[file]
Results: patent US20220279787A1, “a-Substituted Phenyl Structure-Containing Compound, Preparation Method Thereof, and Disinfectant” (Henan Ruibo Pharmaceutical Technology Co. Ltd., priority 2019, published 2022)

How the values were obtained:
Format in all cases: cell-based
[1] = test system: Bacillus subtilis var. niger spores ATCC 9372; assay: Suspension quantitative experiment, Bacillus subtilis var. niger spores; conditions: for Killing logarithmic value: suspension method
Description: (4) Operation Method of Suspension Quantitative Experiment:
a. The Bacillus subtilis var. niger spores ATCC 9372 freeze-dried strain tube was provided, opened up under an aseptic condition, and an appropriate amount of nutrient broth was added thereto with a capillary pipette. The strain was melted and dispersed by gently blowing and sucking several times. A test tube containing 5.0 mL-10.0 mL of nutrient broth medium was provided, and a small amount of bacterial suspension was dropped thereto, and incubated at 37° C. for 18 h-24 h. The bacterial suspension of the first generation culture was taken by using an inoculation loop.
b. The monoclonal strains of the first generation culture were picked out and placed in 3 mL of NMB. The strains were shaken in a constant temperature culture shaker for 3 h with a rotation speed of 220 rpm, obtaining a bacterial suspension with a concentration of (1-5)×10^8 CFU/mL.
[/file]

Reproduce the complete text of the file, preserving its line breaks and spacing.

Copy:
Results: patent US20220279787A1, “a-Substituted Phenyl Structure-Containing Compound, Preparation Method Thereof, and Disinfectant” (Henan Ruibo Pharmaceutical Technology Co. Ltd., priority 2019, published 2022)

How the values were obtained:
Format in all cases: cell-based
[1] = test system: Bacillus subtilis var. niger spores ATCC 9372; assay: Suspension quantitative experiment, Bacillus subtilis var. niger spores; conditions: for Killing logarithmic value: suspension method
Description: (4) Operation Method of Suspension Quantitative Experiment:
a. The Bacillus subtilis var. niger spores ATCC 9372 freeze-dried strain tube was provided, opened up under an aseptic condition, and an appropriate amount of nutrient broth was added thereto with a capillary pipette. The strain was melted and dispersed by gently blowing and sucking several times. A test tube containing 5.0 mL-10.0 mL of nutrient broth medium was provided, and a small amount of bacterial suspension was dropped thereto, and incubated at 37° C. for 18 h-24 h. The bacterial suspension of the first generation culture was taken by using an inoculation loop.
b. The monoclonal strains of the first generation culture were picked out and placed in 3 mL of NMB. The strains were shaken in a constant temperature culture shaker for 3 h with a rotation speed of 220 rpm, obtaining a bacterial suspension with a concentration of (1-5)×10^8 CFU/mL.